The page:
Media Studies, General
The Numbers Game
The Commonsense Guide to Understanding Numbers in the News, in Politics, and In Life
1st Edition Paperback ISBN: 1592404855
The Strunk and White of statistics team up to help the average person navigate the numbers in the news Drawing on their hugely popular BBC Radio 4 show More or Less, journalist Michael Blastland and internationally known economist Andrew Dilnot delight, amuse, and convert American mathphobes by showing how our everyday experiences make sense of numbers. The radical premise of The Numbers Game is to show how much we already know and give practical ways to use our knowledge to become cannier consumers of the media. If you've ever wondered what "average" really means, whether the scare stories about cancer risk should convince you to change your behavior, or whether a story you read in the paper is biased (and how), you need this book. Blastland and Dilnot show how to survive and thrive on the torrent of numbers that pours through everyday life.
A Pocket Guide to Writing in History
Paperback ISBN: 0312535031
A portable and affordable reference tool, A Pocket Guide to Writing in History provides reading, writing, and research advice useful to students in all history courses. Concise yet comprehensive advice on approaching typical history assignments, developing critical reading skills, writing effective history papers, conducting research, using and documenting sources, and avoiding plagiarism — enhanced with practical tips and examples throughout — have made this slim reference a best-seller. Now in its sixth edition, the book offers more coverage of working with sources than ever before.
What the Dog Saw
And Other Adventures
Paperback ISBN: 0316076201
Collects the author's best "New Yorker" pieces, including essays on such topics as why there are so many kinds of mustard but only one type of ketchup, a surprising assessment of what makes a safer car, and an examination of a machine built to predict hit movies.
Visions of Japanese Modernity
Articulations of Cinema, Nation, and Spectatorship, 1895-1925
Paperback ISBN: 0520254562
Japan has done marvelous things with cinema, giving the world the likes of Kurosawa, Mizoguchi, and Ozu. But cinema did not arrive in Japan full-formed at the end of the nineteenth century, nor was it simply adopted into an ages-old culture. Aaron Gerow explores the processes by which film was defined, transformed, and adapted during its first three decades in Japan. He focuses in particular on how one trend in criticism, the Pure Film Movement, changed not only the way films were made, but also how they were conceived. Looking closely at the work of critics, theorists, intellectuals, benshi artists, educators, police, and censors, Gerow finds that this critical trend established a way of thinking about cinema that would reign in Japan for much of the twentieth century, one intimately tied to structures of power and class in the domestic and global spheres, and one that ultimately expressed fundamental struggles over the meaning of film, culture, and society.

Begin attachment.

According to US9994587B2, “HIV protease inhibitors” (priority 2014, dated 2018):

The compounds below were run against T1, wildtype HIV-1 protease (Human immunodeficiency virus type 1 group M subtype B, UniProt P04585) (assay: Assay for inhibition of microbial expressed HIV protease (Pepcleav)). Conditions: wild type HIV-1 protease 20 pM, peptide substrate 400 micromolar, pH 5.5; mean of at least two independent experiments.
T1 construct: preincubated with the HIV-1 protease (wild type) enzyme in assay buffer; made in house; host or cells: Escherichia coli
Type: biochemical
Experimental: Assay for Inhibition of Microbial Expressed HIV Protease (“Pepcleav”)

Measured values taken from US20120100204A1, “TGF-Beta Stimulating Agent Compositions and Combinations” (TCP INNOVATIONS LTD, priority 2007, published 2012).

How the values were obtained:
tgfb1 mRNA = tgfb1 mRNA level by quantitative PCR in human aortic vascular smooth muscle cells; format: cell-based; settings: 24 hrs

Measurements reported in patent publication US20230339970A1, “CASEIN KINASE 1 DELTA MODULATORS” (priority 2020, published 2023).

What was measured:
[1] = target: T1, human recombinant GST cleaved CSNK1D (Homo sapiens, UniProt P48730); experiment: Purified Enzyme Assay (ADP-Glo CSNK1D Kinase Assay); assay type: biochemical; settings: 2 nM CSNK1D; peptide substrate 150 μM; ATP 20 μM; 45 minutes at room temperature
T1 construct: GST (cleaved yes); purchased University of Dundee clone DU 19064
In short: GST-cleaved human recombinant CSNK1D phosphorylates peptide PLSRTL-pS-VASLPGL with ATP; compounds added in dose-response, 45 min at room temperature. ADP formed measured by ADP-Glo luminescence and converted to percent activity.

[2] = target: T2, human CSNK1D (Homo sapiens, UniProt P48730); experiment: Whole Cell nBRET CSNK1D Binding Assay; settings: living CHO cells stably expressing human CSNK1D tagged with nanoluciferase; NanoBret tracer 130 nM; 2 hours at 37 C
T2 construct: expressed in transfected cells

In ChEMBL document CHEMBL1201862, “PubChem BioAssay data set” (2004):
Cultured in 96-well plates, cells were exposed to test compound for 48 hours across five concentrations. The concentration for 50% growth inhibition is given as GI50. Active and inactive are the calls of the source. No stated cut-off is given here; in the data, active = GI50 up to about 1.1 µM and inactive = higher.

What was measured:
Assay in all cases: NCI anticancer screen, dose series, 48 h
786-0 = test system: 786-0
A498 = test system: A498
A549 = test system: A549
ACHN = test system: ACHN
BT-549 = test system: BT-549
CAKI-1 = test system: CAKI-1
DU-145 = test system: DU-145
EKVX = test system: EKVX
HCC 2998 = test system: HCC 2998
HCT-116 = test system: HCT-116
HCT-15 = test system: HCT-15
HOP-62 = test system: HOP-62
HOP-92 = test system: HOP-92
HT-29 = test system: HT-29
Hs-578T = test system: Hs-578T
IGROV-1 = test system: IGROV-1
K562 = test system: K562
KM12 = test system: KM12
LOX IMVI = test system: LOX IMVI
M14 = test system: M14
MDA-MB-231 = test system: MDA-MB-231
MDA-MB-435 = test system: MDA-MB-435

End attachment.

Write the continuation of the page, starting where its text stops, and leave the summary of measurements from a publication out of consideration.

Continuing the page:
The Best American Crime Reporting 2009
Paperback ISBN: 0061490849
The senior legal analyst for CNN edits a collection of the year's best true crime writing, the most compelling stories from some of the masters of true crime on everything from fraud to murder, theft to madness. Original. 30,000 first printing.
Vanity Fair's Proust Questionnaire
100 Luminaries Ponder Love, Death, Happiness, and the Meaning of Life
Hardcover ISBN: 1605295957
Collects responses from Vanity Fair's Proust Questionnaire page through which celebrities answer a common series of probing personal questions, in a volume that includes entries for such figures as Bette Midler, Salman Rushdie, and Martin Scorsese.
Fifth Avenue, 5 A.M.
Audrey Hepburn, Breakfast at Tiffany's, and the Dawn of the Modern Woman
Paperback ISBN: 0061774162
Depicts the making of the iconic film Breakfast at Tiffany's in the late 1950s, drawing on interviews with those involved in the film's production, including the actors, producer Richard Shepherd and late author Truman Capote's biographer, Gerald Clarke. Reprint. A best-selling book. 100,000 first printing.